Friday, July 17, 2009

Do Children Still Learn Nursery Rhymes?

Typing on the desk we had here, with no key tray, made my shoulder very unhappy, and it passed the favor along. We had an unsettling evening where I couldn’t move my arm voluntarily in some directions for about 20 minutes, while Michael manipulated it until it loosened up again. Since what we do is fix things, we fixed it: we replaced the desk and redoubled the PT exercises assigned for this time. Looking around, pricing things, buying just the right desk, getting it home, assembled and set up took a few days, during which I let my arm rest. It’s still pretty sore in the shoulder, so we’re hoping the key tray helps. After today’s walk and breakfast, we’ll find out. As icing to the fixing-cake, we gave the old desk to the upstairs neighbors who have been so difficult this year. They were surprised since things have been a bit tense, and all indications are that we’re seeing a sea change in relations. It’s so nice to have real-world applications of all that social psychology I read for work.

Our walks are interesting, since they contrast so sharply with walks at home. We mostly walk in parks at home (or on the treadmill, but that’s not the point here, so never mind), though occasionally around the neighborhood. I think sometimes about what someone from a city like this one must think walking in a flat midwestern town like Urbana, where most streets are on grids, have big yards, few fences and have a general feeling of openness. Here, part of the pleasure of walking is to be able to get more of a glimpse of life through fences and hedges than it’s possible to get from a car: virtually every house and building is secluded behind walls and vegetation, and as this is very hilly territory, every road curves and goes up and down: think Grace Kelly on the roads in To Catch a Thief.

Taking a break from writing here for a few days got me to wondering about why I’m still posting here every few days, when the original intent was to write about the diagnosis, surgery and recovery. Sure, the recovery is still underway and comes up with regularity, but little of what’s here these days is actually centered on those issues. Coincidental with the pause in writing while my shoulder recuperated a bit, I got email from out of the blue from someone I know distantly who made a comment rooted in long-term reading here. It jolted me a little, again causing me to reassess what this is all about. I’ve always known this was a public place, though it felt fairly sheltered--like the gardens and houses here--because the community of steady readers who communicate with me regularly feels relatively intimate and close. The few serendipitous visitors who find their way here through keyword searches feel like comrades in arms, in a way, with the commonality of the odd experience of brain surgery. While there’s a fair amount of information about us here--and pictures! someone exclaimed not too long ago--we’ve exercised reasonable care and at least thought about most of what’s appeared.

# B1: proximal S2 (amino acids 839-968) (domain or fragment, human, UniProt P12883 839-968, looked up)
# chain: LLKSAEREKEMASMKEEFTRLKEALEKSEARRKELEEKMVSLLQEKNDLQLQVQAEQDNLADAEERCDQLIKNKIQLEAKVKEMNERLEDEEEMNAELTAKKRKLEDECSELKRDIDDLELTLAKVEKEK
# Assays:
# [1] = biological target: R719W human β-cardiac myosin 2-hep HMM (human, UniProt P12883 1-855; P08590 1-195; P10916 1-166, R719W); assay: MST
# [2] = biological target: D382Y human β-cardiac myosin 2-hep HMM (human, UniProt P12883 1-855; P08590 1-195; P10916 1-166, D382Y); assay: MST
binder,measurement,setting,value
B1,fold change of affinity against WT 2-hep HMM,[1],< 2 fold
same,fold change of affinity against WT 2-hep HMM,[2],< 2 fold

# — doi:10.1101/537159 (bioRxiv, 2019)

Reflecting on these questions brought several motives to the surface: writing regularly still helps me process what’s been a strange experience. The re-connection with the community of friends who read and comment has been a lifeline for us. We wouldn’t trade that for anything. At root, though, is a thought that floated to the surface slowly and reluctantly. My mother died when I was twelve and I never knew her as an adult. Especially at the beginning when the outcome had question marks around it, there was an urgent need to leave some record of what I was thinking and who I am for our girls. I’m not sure I ever directly acknowledged this to myself or anyone else. Of course, I’ve been writing to them for years. When Kearney went off at what felt like a young age with such great courage to Greece, we wrote to her pretty much every day that year and in her early years of college. Similarly, we’ve written, if not every day, regularly, to both girls while they were away at camp. So it’s not like they haven’t got something left behind, and by now, we hope and believe their foundations to be pretty solid. Still, apparently I worry about this, and it’s part of what stimulates this strange combination of diary, soapbox and exploration of recovering from head surgery. Learn something new every day.

We’ve continued listening to the series of books we started in the car on the way back from Sonya’s and are much enjoying it, despite its intended audience of people considerably younger than we. It’s well written and listening connects us to the years when all of us listened to the Harry Potter books, one summer after another, here together. The author is British, so there isn’t any condescension and the reader (except for the second book in the series where they deviated for some reason) does a nice job. Set in an earlier Europe, it’s another nice lens through which to process differences here.

Thinking about listening with the girls, their summer birthdays, times gone by and looking at pictures of their earlier years got me to thinking about nursery rhymes, which I heard throughout my childhood and many of which we passed along. Do children still learn nursery rhymes? Thinking through the kids I know, they seem absent, though maybe it’s just the context of our interactions with those children. What about old ditties and folk wisdom? Do April showers still bring May flowers? Can anyone say what being Tuesday’s child, or in the case of both our girls, Saturday’s child, means?

On that note, off for our walk in the sunshine--on the flat. On days when I’m feeling creaky, we drive down to the port and walk around the yacht basin instead of in the hills on the uneven terrain. Now that’s a porthole into another world.

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